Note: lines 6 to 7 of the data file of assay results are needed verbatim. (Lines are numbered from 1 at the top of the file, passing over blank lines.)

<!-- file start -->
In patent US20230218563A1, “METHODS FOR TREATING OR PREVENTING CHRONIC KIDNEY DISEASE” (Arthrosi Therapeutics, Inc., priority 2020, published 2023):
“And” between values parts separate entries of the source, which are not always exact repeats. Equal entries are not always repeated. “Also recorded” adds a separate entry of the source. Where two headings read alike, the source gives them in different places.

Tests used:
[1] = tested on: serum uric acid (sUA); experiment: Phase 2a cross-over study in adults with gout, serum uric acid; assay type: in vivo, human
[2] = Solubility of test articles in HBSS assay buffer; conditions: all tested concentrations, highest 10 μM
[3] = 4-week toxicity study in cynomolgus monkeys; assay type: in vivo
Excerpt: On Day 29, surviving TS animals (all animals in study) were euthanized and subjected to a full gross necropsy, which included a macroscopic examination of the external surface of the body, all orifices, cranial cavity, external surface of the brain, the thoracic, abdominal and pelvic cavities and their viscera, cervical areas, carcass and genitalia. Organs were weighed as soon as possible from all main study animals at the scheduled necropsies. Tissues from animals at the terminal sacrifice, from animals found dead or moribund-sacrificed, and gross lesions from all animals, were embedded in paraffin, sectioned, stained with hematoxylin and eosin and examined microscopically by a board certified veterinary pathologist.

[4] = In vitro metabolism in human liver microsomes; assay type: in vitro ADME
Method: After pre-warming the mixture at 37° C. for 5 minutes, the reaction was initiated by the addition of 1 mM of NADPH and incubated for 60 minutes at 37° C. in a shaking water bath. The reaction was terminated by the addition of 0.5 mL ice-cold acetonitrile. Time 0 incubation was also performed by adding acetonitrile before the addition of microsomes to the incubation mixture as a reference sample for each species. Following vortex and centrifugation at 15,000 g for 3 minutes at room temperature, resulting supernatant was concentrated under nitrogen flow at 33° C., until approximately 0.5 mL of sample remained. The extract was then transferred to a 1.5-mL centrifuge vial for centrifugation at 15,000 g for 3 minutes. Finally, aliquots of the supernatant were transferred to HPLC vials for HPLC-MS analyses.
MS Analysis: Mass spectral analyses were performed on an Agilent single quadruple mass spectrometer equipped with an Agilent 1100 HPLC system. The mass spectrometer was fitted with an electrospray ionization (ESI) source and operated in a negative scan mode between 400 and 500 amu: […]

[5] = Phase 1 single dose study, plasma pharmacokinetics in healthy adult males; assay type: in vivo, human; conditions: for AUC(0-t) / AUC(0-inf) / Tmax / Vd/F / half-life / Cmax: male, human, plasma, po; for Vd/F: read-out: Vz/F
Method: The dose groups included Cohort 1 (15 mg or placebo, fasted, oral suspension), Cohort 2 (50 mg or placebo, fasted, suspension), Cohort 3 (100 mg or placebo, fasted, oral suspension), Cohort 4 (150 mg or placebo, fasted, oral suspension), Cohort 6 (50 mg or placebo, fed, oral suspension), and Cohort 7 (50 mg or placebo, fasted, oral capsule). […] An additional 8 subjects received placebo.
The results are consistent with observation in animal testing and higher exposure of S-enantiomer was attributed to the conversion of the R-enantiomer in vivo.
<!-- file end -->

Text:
[3] = 4-week toxicity study in cynomolgus monkeys; assay type: in vivo
Excerpt: On Day 29, surviving TS animals (all animals in study) were euthanized and subjected to a full gross necropsy, which included a macroscopic examination of the external surface of the body, all orifices, cranial cavity, external surface of the brain, the thoracic, abdominal and pelvic cavities and their viscera, cervical areas, carcass and genitalia. Organs were weighed as soon as possible from all main study animals at the scheduled necropsies. Tissues from animals at the terminal sacrifice, from animals found dead or moribund-sacrificed, and gross lesions from all animals, were embedded in paraffin, sectioned, stained with hematoxylin and eosin and examined microscopically by a board certified veterinary pathologist.